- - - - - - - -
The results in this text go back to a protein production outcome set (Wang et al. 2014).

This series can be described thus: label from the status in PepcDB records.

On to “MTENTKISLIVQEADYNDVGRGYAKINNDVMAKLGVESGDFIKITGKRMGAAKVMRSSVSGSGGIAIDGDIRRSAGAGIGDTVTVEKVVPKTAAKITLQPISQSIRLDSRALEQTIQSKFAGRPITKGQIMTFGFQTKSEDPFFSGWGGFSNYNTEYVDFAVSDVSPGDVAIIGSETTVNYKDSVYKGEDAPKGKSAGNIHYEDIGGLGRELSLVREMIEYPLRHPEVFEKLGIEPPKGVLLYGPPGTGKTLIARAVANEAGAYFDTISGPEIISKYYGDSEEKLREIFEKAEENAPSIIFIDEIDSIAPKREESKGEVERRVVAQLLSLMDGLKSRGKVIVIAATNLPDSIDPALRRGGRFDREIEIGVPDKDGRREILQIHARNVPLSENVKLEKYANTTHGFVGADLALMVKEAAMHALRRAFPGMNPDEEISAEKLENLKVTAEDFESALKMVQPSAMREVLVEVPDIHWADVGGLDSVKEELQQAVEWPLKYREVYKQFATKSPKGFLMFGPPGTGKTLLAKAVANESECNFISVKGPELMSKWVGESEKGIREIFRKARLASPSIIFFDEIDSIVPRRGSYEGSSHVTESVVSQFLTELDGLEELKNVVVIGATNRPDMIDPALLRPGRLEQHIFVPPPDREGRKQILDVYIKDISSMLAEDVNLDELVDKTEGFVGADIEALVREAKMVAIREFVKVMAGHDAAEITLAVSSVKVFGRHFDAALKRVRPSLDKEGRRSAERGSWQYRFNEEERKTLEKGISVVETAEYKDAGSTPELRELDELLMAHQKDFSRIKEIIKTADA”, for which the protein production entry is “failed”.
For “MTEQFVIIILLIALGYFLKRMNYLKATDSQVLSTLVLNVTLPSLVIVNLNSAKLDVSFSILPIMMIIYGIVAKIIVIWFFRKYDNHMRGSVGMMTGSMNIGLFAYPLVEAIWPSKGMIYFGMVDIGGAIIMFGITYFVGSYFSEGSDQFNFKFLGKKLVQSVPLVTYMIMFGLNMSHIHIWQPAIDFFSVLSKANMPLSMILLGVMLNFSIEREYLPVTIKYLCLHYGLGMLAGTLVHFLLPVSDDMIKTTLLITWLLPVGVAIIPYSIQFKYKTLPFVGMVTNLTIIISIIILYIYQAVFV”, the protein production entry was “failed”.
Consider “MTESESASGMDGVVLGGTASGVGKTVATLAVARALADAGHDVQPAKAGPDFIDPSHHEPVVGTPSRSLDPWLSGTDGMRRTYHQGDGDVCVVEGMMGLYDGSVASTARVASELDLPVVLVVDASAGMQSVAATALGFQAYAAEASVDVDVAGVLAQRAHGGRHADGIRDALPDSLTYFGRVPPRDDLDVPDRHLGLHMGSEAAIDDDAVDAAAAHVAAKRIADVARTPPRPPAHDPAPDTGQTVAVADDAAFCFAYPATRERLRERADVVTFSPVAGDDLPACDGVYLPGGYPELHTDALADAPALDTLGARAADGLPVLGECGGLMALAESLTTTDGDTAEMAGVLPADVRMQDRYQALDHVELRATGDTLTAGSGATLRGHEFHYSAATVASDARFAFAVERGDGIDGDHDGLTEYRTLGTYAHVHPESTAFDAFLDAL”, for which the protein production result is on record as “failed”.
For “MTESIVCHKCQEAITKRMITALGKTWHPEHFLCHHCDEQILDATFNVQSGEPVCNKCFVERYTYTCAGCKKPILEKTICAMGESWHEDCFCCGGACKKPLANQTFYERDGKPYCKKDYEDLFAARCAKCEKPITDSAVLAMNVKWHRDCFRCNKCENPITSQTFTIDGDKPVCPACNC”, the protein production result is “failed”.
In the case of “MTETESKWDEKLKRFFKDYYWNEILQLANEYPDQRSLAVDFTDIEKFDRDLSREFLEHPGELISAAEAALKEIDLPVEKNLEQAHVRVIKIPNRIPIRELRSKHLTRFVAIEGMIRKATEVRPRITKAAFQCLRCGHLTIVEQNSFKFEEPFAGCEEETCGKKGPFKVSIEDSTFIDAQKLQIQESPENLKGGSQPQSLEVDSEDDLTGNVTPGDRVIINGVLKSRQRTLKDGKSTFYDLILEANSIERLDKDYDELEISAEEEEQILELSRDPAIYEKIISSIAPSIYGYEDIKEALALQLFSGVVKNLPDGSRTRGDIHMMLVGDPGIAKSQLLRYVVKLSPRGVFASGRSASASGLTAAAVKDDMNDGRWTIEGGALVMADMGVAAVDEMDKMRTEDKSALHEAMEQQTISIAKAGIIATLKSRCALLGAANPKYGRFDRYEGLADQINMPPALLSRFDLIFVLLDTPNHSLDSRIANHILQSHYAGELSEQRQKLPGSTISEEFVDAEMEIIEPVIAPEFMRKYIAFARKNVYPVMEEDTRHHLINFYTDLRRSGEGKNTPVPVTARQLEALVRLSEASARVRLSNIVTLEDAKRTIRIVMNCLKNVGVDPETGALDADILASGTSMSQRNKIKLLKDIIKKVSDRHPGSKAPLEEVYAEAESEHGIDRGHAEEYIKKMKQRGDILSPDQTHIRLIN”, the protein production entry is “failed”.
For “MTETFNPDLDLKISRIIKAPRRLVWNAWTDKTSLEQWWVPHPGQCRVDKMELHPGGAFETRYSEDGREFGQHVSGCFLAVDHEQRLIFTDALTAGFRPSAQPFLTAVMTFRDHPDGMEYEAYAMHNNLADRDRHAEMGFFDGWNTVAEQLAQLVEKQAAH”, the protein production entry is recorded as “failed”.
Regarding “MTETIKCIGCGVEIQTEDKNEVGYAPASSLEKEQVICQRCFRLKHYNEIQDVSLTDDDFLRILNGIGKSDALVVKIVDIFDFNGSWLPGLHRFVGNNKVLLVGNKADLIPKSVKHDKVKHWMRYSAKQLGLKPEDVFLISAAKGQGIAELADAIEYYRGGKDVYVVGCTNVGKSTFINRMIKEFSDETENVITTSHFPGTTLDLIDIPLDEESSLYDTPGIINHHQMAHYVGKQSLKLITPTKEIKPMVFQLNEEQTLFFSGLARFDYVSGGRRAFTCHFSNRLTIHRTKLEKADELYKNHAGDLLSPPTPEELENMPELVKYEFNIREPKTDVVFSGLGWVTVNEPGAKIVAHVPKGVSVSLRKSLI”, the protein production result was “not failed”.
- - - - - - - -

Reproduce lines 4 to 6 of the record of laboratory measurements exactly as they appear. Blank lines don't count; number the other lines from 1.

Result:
For “MTEQFVIIILLIALGYFLKRMNYLKATDSQVLSTLVLNVTLPSLVIVNLNSAKLDVSFSILPIMMIIYGIVAKIIVIWFFRKYDNHMRGSVGMMTGSMNIGLFAYPLVEAIWPSKGMIYFGMVDIGGAIIMFGITYFVGSYFSEGSDQFNFKFLGKKLVQSVPLVTYMIMFGLNMSHIHIWQPAIDFFSVLSKANMPLSMILLGVMLNFSIEREYLPVTIKYLCLHYGLGMLAGTLVHFLLPVSDDMIKTTLLITWLLPVGVAIIPYSIQFKYKTLPFVGMVTNLTIIISIIILYIYQAVFV”, the protein production entry was “failed”.
Consider “MTESESASGMDGVVLGGTASGVGKTVATLAVARALADAGHDVQPAKAGPDFIDPSHHEPVVGTPSRSLDPWLSGTDGMRRTYHQGDGDVCVVEGMMGLYDGSVASTARVASELDLPVVLVVDASAGMQSVAATALGFQAYAAEASVDVDVAGVLAQRAHGGRHADGIRDALPDSLTYFGRVPPRDDLDVPDRHLGLHMGSEAAIDDDAVDAAAAHVAAKRIADVARTPPRPPAHDPAPDTGQTVAVADDAAFCFAYPATRERLRERADVVTFSPVAGDDLPACDGVYLPGGYPELHTDALADAPALDTLGARAADGLPVLGECGGLMALAESLTTTDGDTAEMAGVLPADVRMQDRYQALDHVELRATGDTLTAGSGATLRGHEFHYSAATVASDARFAFAVERGDGIDGDHDGLTEYRTLGTYAHVHPESTAFDAFLDAL”, for which the protein production result is on record as “failed”.
For “MTESIVCHKCQEAITKRMITALGKTWHPEHFLCHHCDEQILDATFNVQSGEPVCNKCFVERYTYTCAGCKKPILEKTICAMGESWHEDCFCCGGACKKPLANQTFYERDGKPYCKKDYEDLFAARCAKCEKPITDSAVLAMNVKWHRDCFRCNKCENPITSQTFTIDGDKPVCPACNC”, the protein production result is “failed”.